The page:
Aah, cheesecake. Always a crowd-pleaser. No one can resist it’s soft, creaming, melt-in-the-mouth texture. Cheesecake is always a great choice if you want to impress your friends at the dinner table. You really can’t go wrong with it.
Having said that though, cheesecake is also a very tricky dessert to make – I’ve certainly had my fair share of mental breakdowns over sunken, gloopy, undercooked cheesecake. But before we get started about how to tell if a cheesecake is undercooked, let’s talk about the different types of cheesecakes that you can make.
A baked cheesecake consists of cream cheese, full-fat double (or sour) cream, sugar, eggs and sometimes a bit of flour. All the ingredients are combined and poured in a tin with a biscuit base.
The biscuit base is usually ground digestives with melted butter or even ground Oreos. The eggs and the flour are used in the baked cheesecake to help the cheesecake bind together when cooking in the oven.
A cheesecake when baked, is quite dense and velvety – so be sure to stick to just one (or maybe 2) slices and it’s quite a heavy dessert.
A no-bake cheesecake contains cream cheese, full-fat double cream and sugar. But what makes a no-bake cheesecake set is gelatin.
If used properly, gelatin binds the cheesecake while it’s refrigerated for a number of hours. A no bake cheesecake is very light and airy, unlike a baked cheesecake.
But let’s be real, out of the 2, a baked cheesecake is so much better. And you feel like a proud little baker after you’ve mastered a baked cheesecake. But knowing when the cheesecake is ready can be tricky and you need to know what you’re looking for when checking if a cheesecake is undercooked. Some recipes talk about baking your cheesecake for 30 minutes, others say 50 minutes. With every oven being different, it’s probably best just to keep an eye on your cheesecake while it’s in the oven baking. Bear in mind that a cheesecake also needs to be kept in the oven after it’s baked to properly cool down, during the time of which it will still be slowly cooking itself.
How to tell if a cheesecake is undercooked
There are a few things that you can try that will help you tell if a cheesecake is undercooked or overcooked. A foolproof method is to use an instant-read cooking thermometer. If your thermometer reads 150F or 66C then you’ll know your cheesecake is cooked to perfection. This method is probably the most accurate way to tell if a cheesecake is undercooked.
But since not all of us have cooking thermometers, there are various other ways to tell if a cheesecake is undercooked, but these methods are a little tricky to perfect.
Another way of checking if a cheesecake is undercooked or not is by shaking it gently. Pop on a pair of oven gloves and open the oven. Gently give the cheesecake a little shake. If there is a large jiggly area and there is mixture seeping from the sides then the cheesecake is still undercooked and needs a little longer in the oven. If only the centre jiggles then you are good to go!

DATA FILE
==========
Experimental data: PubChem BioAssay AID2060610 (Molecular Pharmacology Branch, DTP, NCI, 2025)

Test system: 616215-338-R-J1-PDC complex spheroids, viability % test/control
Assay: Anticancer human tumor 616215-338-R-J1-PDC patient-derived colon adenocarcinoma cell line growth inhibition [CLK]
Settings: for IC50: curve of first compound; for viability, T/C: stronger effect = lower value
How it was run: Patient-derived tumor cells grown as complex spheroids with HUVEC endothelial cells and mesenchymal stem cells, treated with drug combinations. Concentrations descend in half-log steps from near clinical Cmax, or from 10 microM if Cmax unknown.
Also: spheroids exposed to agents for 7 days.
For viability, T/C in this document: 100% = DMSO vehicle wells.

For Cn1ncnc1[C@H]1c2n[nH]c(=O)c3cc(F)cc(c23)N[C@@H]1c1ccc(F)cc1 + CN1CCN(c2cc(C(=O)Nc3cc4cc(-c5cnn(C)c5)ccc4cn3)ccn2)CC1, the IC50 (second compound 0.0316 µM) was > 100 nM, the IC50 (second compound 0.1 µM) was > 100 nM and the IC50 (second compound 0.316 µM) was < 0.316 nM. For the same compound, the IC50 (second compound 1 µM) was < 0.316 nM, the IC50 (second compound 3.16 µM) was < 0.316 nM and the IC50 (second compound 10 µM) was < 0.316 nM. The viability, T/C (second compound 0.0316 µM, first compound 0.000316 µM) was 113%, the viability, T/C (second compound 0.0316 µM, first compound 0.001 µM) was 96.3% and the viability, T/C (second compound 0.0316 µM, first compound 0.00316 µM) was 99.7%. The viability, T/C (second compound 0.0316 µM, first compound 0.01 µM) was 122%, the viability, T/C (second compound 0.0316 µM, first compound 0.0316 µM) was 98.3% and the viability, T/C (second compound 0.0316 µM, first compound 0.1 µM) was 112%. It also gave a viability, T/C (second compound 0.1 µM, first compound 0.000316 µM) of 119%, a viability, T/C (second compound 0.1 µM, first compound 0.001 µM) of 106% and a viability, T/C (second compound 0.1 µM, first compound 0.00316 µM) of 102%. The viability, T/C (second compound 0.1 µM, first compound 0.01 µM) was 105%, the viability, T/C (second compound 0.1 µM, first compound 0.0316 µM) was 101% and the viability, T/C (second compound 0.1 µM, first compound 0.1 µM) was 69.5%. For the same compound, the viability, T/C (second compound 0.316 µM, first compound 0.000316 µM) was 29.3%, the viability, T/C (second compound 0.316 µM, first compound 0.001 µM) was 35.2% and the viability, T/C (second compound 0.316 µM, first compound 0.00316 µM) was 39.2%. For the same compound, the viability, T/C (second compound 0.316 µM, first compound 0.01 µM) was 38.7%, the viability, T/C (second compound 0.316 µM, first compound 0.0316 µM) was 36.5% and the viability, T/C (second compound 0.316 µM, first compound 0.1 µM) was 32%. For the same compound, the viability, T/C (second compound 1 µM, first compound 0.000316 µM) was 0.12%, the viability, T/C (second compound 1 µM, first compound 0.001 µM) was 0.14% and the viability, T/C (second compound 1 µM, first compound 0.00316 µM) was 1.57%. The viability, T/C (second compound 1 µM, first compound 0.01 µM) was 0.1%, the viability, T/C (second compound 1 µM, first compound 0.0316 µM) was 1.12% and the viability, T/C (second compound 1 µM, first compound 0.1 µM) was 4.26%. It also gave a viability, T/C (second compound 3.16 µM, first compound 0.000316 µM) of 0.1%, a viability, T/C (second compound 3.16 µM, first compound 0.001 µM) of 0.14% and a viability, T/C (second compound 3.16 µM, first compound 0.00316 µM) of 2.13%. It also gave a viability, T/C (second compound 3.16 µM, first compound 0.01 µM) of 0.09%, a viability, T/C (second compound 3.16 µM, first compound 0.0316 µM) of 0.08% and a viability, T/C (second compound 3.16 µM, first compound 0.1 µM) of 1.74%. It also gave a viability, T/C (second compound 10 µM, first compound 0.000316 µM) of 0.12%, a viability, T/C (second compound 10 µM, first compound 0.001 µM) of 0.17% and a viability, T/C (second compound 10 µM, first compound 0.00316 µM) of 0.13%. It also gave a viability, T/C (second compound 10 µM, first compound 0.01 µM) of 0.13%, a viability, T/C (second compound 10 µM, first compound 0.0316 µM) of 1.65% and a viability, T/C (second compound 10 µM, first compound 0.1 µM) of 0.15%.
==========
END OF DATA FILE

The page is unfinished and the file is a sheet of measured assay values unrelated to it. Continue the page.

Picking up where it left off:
Turn the oven off, leave the cheesecake to cool down for a few hours and you should have a nice textured baked cheesecake.
The finger check
You can also tell if a cheesecake is undercooked by using your finger. With a clean hand, place your finger in the middle of the cheesecake and press gently. If it feels firm then it is cooked perfectly. If your finger sinks and there is a bit of batter residue left on your finger then it is undercooked and needs to be cooked a bit further.
Overcooking a cheesecake
We briefly mentioned earlier that cheesecake will continue to cook itself even after the oven is turned off. So, by thinking the cheesecake is undercooked and keeping it in the oven for longer to bake, you run the risk of over baking your cheesecake.
If you leave your cheesecake in the oven for longer, it will firm up by the time it’s ready to be served and eaten, resulting in a dry and crumbly cheesecake.
You may be fooled into thinking that the cheesecake needs to be brown at the top, and that’s when you know it’s cooked. A cheesecake, to be creamy and velvety, needs to come out of the oven with a slightly pale top. A browned cheesecake can be a sign that your cheesecake is overcooked and a crack will also start to form at the top too once the cheesecake starts to overbake.
There is really a fine line that determines whether your cheesecake is undercooked or overcooked. Hopefully, these tips will help you with being able to tell if a cheesecake is undercooked, overcooked or cooked to perfection.
If you are still unable to tell if a cheesecake is undercooked or not, to be on the safe side, leave your cheesecake in the oven to bake for an extra 5 to 10 minutes. Then turn the oven off and let it sit there until it has fully cooled down. You’d rather run the risk of your cheesecake being slightly on the firmer side than serving a cheesecake where the eggs have not been cooked properly. It might be tricky to tell if a cheesecake is undercooked but just trust your instincts and follow a few of the tips. And remember, practice makes perfect! You’ll be a cheesecake pro in no time!
It’s definitely worth investing in a cooking thermometer, it will save you from poking and shaking the cheesecake (or it will save the cheesecake from you poking and shaking it…) and it will give you the most accurate results, so you have perfectly cooked cheesecake every time. Plus, a cooking thermometer is handy to have around as it’s used for many things, not just for telling if a cheesecake is undercooked or not!
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